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* The problem
* -----------
* On platforms that use a two-level symbol namespace for dynamic libraries
* (most notably MacOS X), integrating tcmalloc requires special modifications.
* Most Unix platforms use a flat namespace for symbol lookup, which is why
* linking to tcmalloc causes it override malloc() and free() for the entire
* process. This is not the case on OS X: if Ruby calls a function from library
* that's not compiled with -flat_namespace, then that library will use the
* system's memory allocator instead of tcmalloc.
* The Ruby readline extension is a good example of how things can go wrong.
* The readline extension calls the readline() function in the readline library.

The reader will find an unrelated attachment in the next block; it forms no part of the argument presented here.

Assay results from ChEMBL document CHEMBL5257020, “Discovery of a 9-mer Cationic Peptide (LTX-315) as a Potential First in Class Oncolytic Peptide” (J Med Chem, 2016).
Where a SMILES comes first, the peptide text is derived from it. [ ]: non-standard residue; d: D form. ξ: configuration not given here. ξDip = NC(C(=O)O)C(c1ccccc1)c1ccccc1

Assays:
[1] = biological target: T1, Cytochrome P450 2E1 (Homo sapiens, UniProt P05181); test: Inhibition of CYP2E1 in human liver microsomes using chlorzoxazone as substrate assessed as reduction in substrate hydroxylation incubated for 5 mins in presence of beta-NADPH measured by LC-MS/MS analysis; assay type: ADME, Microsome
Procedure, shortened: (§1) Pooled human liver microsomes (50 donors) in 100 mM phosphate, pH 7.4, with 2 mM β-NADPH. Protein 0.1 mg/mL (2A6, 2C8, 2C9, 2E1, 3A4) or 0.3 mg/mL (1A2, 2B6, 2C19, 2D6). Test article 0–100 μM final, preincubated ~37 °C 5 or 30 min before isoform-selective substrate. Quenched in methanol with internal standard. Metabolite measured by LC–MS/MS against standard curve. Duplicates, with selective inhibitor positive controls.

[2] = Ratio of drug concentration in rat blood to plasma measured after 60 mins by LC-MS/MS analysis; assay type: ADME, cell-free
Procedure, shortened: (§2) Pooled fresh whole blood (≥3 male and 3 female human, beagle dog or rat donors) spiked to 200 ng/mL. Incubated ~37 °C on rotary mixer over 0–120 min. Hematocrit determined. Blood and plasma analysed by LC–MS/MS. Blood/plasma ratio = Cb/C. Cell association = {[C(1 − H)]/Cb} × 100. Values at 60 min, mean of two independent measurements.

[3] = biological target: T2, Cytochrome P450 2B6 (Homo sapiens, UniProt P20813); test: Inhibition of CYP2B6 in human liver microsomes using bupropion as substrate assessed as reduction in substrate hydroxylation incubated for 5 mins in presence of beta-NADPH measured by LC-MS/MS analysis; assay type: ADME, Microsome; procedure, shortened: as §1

* This library is not compiled with -flat_namespace; readline() returns a string
* that's allocated by the system memory allocator. The Ruby readline extension
* then frees this string by passing it to tcmalloc's free() function. This
* results in a crash.
* Note that setting DYLD_FORCE_FLAT_NAMESPACE on OS X does not work: the
* resulting Ruby interpreter will crash immediately.
* The solution
* ------------
* This can be fixed by making it possible for Ruby extensions to call the
* system's memory allocator functions, instead of tcmalloc's, if it knows
* that a piece of memory is allocated by the system's memory allocator.
* This library, libsystem_allocator provides wrapper functions for the system
* memory allocator. libsystem_allocator will be compiled without -flat_namespace
* on OS X, and so it will always use the system's memory allocator instead of
* tcmalloc.
* libsystem_allocator will not be compiled on systems that only support flat
* namespaces (e.g. Linux). On those platforms, system_malloc() and
* system_free() have no special effect.
#include <stdlib.h>
void *
system_malloc(long size)
return malloc(size);
system_free(void *ptr)